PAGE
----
The Chinese filed the most patent applications in 2011, overtaking the US for the first time, says the World Intellectual Property Indicators 2012 released by the World Intellectual Property Organisation (WIPO) in December.
China’s patent office received 526,412 applications in 2011, ahead of the US with 503,582 applications. India, which stood at the seventh position among the top 20, received only 42,291 patent applications, a little above the Russian Federation’s figure of 41,414.
While China’s contribution to the rise in patent applications across the world has increased from 37.2% in 1995-2009 to 72.1% in 2009-2011, India’s contribution declined from 3.5% in 1995-2009 to 2.7% in 2009-2011, says the report.
“We are making all efforts to make the system of patent processing more efficient and transparent, but the number of applications depends on the overall system of research and development to a large extent,” Chaitanya Prasad, controller general of patents, designs and trademark, told Hindustan Times.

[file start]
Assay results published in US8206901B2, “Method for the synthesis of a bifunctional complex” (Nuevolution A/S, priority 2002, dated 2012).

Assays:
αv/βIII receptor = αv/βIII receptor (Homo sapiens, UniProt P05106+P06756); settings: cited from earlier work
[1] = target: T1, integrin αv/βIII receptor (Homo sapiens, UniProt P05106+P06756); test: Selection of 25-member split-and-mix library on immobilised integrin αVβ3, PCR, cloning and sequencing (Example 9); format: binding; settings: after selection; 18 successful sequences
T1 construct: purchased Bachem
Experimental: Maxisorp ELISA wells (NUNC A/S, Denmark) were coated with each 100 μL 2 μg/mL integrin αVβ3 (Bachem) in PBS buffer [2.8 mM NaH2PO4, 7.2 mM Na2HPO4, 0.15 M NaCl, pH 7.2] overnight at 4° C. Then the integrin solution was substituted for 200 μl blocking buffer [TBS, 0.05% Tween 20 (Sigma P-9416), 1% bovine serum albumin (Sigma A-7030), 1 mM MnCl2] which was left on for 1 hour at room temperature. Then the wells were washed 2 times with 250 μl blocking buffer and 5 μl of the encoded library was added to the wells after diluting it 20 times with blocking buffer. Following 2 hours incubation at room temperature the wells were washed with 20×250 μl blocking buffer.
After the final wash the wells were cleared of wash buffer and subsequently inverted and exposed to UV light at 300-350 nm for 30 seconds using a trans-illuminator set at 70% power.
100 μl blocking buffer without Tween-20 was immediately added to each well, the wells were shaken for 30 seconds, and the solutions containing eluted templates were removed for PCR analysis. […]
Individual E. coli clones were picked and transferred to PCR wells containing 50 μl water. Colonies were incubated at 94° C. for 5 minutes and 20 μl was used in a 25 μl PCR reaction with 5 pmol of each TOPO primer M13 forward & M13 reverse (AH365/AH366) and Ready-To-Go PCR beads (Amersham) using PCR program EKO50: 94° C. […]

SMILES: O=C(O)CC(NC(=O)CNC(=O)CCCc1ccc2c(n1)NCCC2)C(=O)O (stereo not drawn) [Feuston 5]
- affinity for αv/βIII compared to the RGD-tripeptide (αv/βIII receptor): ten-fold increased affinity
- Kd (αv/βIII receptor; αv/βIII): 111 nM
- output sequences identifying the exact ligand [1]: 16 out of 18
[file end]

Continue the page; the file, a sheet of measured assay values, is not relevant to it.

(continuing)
Prasad claimed that the number of patent applications in India has increased over the last few years by more than 10%. “This is a positive sign but more needs to be done.”
The new WIPO report shows that at a time when the global economy continued to underperform, IP filings across the world kept growing strongly in 2011.
“Sustained growth in IP filings indicates that companies continue to innovate despite weak economic conditions. This is good news as it lays the foundation for the world economy to generate growth and prosperity,” said WIPO director general Francis Gurry.
Science congress from Jan 3
Prime Minister Manmohan Singh will unveil a new science policy — which is aimed at making India one among the five scientific powers in the world by 2020 — at the Indian Science Congress (ISC) in Kolkata. The centenary session of the ISC will be inaugurated by President Pranab Mukerjee on January 3, said officials. Around 10,000 participants, including Nobel laureates and scientists from across the world, are expected to participate.